For the first time in 23 years Tunisia wakes up to a new leader and a chance to decide their own future.
|Tunisians holding metal bars, sticks and a butcher’s knife stand guard a checkpoint near the capital [AFP]|
Tunisia’s former interior minister, the man many held responsible for a brutal police crackdown on widespread protests, has been arrested in his home town in the north of the country.
Rafik Belhaj, who was the top official in charge of the police force, was arrested in Beja on Sunday afternoon. Belhaj had been dismissed from his position on Wednesday in what would turn out to be one of ex-president Zine El Abidine Ben Ali’s final efforts to placate public anger with his leadership.
Separately, Tunisian state television announced that General Ali Seryati, the former head of Ben Ali’s security service, will appear in court to face charges of threatening national security and provoking armed violence.
Armed militias have taken to the streets of Tunisia following the toppling of Ben Ali, sowing fear among the population as the country’s new leadership attempts to bring order and form a coalition government.
Looting and deadly prison riots have erupted throughout the country after mass protests forced Ben Ali, who had been in power since 1987, to flee to Saudi Arabia.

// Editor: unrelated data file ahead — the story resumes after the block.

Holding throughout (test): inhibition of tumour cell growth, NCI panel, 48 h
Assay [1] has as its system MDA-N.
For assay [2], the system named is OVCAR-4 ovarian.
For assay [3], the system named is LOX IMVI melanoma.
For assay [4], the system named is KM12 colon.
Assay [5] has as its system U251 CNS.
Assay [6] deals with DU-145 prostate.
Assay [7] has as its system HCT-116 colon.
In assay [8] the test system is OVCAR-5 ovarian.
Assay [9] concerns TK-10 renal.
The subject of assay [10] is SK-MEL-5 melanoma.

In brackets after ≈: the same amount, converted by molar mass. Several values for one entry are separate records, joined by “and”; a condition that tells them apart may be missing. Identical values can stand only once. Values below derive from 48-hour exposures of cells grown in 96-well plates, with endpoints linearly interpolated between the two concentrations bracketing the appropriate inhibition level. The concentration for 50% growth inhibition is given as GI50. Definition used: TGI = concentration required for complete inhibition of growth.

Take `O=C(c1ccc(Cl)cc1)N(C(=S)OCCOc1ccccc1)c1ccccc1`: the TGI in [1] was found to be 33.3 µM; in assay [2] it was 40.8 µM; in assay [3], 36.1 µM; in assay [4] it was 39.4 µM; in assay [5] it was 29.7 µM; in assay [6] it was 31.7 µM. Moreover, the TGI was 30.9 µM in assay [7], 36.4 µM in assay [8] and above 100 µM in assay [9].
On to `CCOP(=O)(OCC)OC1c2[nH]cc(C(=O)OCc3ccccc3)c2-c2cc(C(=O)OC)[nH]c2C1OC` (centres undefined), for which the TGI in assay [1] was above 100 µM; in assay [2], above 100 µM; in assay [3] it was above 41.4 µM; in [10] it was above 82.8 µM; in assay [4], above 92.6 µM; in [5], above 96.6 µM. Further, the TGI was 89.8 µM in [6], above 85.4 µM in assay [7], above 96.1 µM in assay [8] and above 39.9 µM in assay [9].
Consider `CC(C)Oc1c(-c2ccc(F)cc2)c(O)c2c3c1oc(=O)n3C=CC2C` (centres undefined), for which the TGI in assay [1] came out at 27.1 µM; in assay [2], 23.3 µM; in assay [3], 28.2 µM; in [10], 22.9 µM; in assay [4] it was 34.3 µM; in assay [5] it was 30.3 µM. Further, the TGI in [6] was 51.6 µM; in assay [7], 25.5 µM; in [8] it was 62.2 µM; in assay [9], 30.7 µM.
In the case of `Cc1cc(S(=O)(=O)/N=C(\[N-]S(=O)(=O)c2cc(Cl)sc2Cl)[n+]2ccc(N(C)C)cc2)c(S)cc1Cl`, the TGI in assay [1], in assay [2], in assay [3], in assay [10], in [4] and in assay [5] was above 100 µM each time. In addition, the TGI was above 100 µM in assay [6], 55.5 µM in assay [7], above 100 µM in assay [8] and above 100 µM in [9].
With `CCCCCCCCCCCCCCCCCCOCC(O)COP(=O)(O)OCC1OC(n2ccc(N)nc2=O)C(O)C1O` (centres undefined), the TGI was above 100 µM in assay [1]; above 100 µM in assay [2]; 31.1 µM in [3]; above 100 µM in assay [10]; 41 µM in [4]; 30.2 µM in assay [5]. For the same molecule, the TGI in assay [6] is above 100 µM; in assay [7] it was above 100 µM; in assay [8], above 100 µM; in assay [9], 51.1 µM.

|Follow Al Jazeera’s complete coverage|
“There is a real sense of fear right now on the streets,” said Al Jazeera’s Nazanine Moshiri, reporting from Tunis, the capital.
Many residents, running out of bread, milk and petrol, have decided to arm themselves and barricade their homes, Moshiri said. Some are forming local groups to defend their own neighbourhoods.
Three different armed groups appear to be attempting to assert power, she said: Police, security forces from the interior ministry, and irregular militias allied with Ben Ali’s former regime. Among Tunisia’s population of roughly 10 million people, 250,000 are in the police force, she said.
“People are telling us right now they trust the army far more than they do the police,” Moshiri said.
Adding to concerns, around 1,000 prisoners were reported to have escaped, possibly with the aid of the prison direction, during a major disturbance at a penitentiary.
It was not the only incident at a prison following the country’s historic upheaval; several prison breaks or raids by outside groups were reported to have resulted in casualties. At least 42 inmates died in a fire at the Fatouma Bourguiba prison in Montasir, a town around 160 km south of the capital.
Opposition figure to return
As Tunisia attempts to reconstruct its government, the exiled head of one of its leading opposition parties has announced his intent to return to the country.
Rashid al-Ghannouchi, the leader of the Islamist Nahdha (Renaissance) party, told Al Jazeera on Saturday that he and other leading figures would “return shortly” to Tunisia.